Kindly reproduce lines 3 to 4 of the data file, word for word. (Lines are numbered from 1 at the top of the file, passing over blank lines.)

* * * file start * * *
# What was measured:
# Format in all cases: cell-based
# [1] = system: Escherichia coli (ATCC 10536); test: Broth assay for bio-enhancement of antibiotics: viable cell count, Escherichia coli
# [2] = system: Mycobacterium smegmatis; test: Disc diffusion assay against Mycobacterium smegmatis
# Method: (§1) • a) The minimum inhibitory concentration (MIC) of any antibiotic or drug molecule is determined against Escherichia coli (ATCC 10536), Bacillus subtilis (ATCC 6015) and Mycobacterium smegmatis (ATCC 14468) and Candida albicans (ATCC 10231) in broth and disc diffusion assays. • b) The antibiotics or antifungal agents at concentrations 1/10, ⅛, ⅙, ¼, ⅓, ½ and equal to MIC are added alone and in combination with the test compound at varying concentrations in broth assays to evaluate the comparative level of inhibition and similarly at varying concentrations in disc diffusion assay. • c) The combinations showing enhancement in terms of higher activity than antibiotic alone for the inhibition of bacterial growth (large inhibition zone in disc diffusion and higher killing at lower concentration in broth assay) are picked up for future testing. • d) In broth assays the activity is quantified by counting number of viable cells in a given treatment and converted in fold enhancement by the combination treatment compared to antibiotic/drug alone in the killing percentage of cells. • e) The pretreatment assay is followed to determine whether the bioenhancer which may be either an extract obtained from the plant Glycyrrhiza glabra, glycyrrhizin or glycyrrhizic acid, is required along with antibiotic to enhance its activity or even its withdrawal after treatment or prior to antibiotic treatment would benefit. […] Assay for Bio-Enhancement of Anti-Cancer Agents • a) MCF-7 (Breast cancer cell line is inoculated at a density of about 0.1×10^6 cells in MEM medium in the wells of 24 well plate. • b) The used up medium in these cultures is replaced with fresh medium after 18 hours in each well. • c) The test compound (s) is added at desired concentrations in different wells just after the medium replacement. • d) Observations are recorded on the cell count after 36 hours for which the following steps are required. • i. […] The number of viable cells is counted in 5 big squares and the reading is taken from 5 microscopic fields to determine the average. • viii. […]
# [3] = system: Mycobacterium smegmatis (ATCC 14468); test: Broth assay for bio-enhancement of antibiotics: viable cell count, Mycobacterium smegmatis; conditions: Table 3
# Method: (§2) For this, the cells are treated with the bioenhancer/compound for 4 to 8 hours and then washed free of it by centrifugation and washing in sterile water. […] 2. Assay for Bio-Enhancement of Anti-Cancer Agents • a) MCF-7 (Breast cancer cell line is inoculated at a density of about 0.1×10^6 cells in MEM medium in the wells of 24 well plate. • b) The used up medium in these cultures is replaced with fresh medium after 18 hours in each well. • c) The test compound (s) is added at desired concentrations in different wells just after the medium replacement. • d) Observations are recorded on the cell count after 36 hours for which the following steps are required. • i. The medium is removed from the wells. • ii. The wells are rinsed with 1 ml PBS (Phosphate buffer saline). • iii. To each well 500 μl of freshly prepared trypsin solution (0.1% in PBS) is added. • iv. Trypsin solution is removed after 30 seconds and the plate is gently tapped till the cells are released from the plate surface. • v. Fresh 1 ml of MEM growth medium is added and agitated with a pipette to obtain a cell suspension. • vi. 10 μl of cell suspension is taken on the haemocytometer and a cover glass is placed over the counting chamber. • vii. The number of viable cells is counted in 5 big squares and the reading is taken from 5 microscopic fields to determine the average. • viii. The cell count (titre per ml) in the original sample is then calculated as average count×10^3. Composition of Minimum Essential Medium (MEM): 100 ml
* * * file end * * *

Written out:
# [1] = system: Escherichia coli (ATCC 10536); test: Broth assay for bio-enhancement of antibiotics: viable cell count, Escherichia coli
# [2] = system: Mycobacterium smegmatis; test: Disc diffusion assay against Mycobacterium smegmatis